What My Smart Shoes Taught Me

How you track your steps matters way less than who you do it with.

Illustration by Yann Le Bec

The majority of wearable fitness devices on the market are wristbands or watches. Yet that’s not the most logical place for monitoring the steps you take, the distance you cover, and other workout metrics. The real action is happening on the ground.

That’s why changing the locus of tracking from the wrist to the feet might seem like a good way to remove the friction that keeps people from adopting trackers for the long term.

There are over a dozen options: smart socks, insoles, clip-on trackers, foot pods for the laces or tops of shoes, trackers embedded into the sole, and even GPS-enabled shoelaces. The makers of such devices say they can improve not just how fast and how far you run, but also how well you run. They do this by tracking your foot landing patterns, the cadence of your steps, and how much time your feet spend on the ground or in stride. Trackers on the feet should be more accurate than, say, a Fitbit, which doesn’t usually differentiate your movements very well, given that it rings up steps when you run up the stairs and when you gesticulate while talking on the phone. By tracking from your feet, there’s no false sense of accomplishment about how many “steps” you took.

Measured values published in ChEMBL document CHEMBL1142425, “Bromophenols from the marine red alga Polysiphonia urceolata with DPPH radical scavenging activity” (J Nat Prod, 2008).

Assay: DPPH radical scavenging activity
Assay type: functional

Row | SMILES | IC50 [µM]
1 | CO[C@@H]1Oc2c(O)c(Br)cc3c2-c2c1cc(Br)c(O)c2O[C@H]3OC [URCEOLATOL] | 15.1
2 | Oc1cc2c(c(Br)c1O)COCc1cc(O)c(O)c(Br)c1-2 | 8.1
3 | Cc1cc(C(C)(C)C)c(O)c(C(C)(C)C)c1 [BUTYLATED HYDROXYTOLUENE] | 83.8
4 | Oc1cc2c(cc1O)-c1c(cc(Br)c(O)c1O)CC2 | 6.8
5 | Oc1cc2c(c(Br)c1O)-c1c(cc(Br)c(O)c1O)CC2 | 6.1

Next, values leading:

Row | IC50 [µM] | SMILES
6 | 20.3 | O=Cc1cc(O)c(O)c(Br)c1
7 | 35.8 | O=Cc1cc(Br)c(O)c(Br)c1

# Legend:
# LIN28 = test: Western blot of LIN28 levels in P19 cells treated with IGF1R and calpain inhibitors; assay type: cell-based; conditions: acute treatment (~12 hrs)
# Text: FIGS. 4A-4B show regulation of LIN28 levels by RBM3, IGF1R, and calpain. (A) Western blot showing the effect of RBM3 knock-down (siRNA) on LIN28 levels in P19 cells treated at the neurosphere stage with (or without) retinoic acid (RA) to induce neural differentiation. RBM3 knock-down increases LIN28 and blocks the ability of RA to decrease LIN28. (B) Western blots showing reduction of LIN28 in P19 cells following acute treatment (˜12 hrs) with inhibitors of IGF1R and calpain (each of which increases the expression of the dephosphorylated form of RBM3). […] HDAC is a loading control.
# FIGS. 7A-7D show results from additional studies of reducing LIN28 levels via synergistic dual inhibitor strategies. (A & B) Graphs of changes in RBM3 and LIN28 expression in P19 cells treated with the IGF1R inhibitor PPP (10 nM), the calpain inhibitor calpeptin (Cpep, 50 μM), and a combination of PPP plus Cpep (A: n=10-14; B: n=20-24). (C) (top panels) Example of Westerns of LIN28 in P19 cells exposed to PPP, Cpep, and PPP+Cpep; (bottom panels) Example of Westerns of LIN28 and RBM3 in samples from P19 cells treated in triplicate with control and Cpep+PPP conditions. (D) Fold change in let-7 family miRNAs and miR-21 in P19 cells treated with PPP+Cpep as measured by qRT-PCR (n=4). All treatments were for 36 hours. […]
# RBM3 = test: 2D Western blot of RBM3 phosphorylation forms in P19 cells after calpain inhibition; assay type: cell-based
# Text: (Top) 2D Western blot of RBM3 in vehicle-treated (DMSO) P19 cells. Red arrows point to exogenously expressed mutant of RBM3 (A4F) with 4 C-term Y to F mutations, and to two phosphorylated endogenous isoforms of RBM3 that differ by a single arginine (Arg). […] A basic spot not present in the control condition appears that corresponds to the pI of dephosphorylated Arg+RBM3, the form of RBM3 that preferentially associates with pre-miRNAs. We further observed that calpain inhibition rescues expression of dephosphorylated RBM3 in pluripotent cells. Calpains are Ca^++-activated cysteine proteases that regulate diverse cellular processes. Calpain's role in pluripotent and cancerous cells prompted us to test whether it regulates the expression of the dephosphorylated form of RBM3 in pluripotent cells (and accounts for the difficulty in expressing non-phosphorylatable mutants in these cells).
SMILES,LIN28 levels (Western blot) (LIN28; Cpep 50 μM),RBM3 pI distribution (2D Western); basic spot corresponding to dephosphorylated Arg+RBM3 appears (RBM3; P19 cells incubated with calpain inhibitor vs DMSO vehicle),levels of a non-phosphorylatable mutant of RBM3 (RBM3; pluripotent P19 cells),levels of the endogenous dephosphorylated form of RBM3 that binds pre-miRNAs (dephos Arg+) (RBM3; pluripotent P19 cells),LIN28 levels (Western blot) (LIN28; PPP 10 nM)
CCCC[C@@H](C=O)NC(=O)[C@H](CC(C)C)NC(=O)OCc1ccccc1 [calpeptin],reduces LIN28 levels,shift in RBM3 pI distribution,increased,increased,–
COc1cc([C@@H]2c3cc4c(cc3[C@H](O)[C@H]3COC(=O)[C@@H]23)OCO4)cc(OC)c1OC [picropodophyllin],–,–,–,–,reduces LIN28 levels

As a committed long-distance runner and aspiring minimalist, I wanted to try what I figured would be the least fussy and most effective of these options: the $100 HOVR Sonic Connected running shoes by Under Armour. I found that measuring workout data from the feet indeed has advantages — but also that better tracking technology isn’t the answer to helping more people live healthier lives.

Trial runs

Under Armour was one of the first companies to come out with a connected shoe, and its second iteration is the HOVR Sonic. It lets you lace up for a run and leave the phone and wristband behind. Sensors embedded in the midsole track a wide array of metrics — including distance, duration, stride length, average pace, and cadence — which will show up on Under Armour’s MapMyRun app once you return home and sync up with your phone. (If you do want to run with your phone, the shoe can send you updates on your pace via the headphones, and the app has a few audio workouts to urge you along.)

“A lot of wearables will get cast aside because unfortunately, they don’t possess the magic ability to change human behaviors long-term.”

You can treat these shoes like a normal pair — there’s nothing to plug in. Its batteries are supposedly designed to outlast the life of the shoe, and the built-in analytics will alert you when the mileage is getting high and it’s time to buy a new set. However, your personal standards for shoe condition may vary from the manufacturer’s. I am skeptical that we need to be purchasing new kicks every few months. So the claim that the battery never runs out might not apply for everyone.

Despite chic marketing images of sexy, sweaty athletes pounding down grimy alleyways, these shoes aren’t really as freeing as they’re made out to be. The metrics that the HOVR Sonic tracks — and the recommendations on the app — are most meaningful if you run in an urban setting with flat, continuous surfaces; you run steadily without pause; and you like shoes with thick soles that require a heel-striking gait. If you run on uneven terrain in natural settings like I do (and get frequently sidetracked by flora and fauna), it’s basically worthless to collect information about your cadence and pace.